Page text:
In Finland, where one third of the land is peat, it is natural that great attention is paid to the use of it. Peat became of especially great interest after the second world war. At this time research work to find out chemical and physical properties of peat were begun, the work, which later on led to the fast generalization of peat culture in the whole country. So the method was found out by pure theoretical research work. It therefore differs on its some essential parts from other usual culture methods. This concerns both the fertilization as well as watering of peat. In the following the water economy of the method so called basin peat culture will be discussed.

A prerequisite for intensive culture is, that the entire water requirement of the plants is satisfied. Lack of turgidity results in an immediate reduction of growth - a fact, that has been confirmed by numerous authors. Particularly during periods of heat, when radiation energy is strong, any decrease in turgidity is accompanied by a diminution of stomatal aperture. If the water supply is restricted, as it is in many parts of the world, the situation becomes dangerous. The yield in such places is inevitably low in proportion to the amount of radiation energy, temperature and length of the growing season. Therefore it is of the utmost importance that all the available water can be utilized as effectively as possible.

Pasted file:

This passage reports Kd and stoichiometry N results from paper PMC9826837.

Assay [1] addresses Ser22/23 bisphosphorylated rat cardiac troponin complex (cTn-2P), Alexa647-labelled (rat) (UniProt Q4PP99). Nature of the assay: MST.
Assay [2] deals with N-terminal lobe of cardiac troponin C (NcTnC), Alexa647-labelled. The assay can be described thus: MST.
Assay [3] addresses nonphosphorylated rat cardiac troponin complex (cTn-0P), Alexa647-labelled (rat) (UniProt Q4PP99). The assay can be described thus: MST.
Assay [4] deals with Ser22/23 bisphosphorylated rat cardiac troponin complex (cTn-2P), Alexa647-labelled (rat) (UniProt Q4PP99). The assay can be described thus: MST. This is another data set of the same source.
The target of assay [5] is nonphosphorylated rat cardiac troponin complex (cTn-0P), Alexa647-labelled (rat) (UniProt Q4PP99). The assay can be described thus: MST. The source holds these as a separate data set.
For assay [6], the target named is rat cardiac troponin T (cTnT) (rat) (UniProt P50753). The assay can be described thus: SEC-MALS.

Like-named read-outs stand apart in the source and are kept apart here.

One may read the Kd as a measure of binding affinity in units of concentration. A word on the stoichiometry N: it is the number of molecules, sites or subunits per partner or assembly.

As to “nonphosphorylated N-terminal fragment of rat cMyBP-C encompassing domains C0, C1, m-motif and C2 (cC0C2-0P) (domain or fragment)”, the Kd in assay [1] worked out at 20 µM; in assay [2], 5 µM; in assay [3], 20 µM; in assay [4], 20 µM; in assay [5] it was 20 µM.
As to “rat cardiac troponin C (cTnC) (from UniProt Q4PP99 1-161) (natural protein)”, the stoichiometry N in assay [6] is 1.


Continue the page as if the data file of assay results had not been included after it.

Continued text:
In intensive greenhouse culture water intake is generally assured. Large quantities of water are given. This involves certain drawbacks - particularly the leaching of nutrients. In warm periods, as much as 60–80% of the nitrogen given and almost the same quantity of potassium is lost by leaching.

Leaching is a detriment in itself, but a greater disadvantage is, that leaching of nutrients leads to their uneven distribution, which causes uneven growth and reduces the overall yield. It also diminishes the reliability of soil analyses and so prevents any accurate estimation of the fertilizer requirement.

All these factors have made water-saving an absolute requisite in intensive culture. The very intensiveness of the cultivation necessitates satisfying the entire water requirement of the plants.

To develop a method of culture that saves water but still meets the needs of intensive culture, the following basic requirements come to the fore:

PUUSTJARVI, V. (1968). BASIN PEAT CULTURE. Acta Hortic. 8, 43-44
DOI: 10.17660/ActaHortic.1968.8.6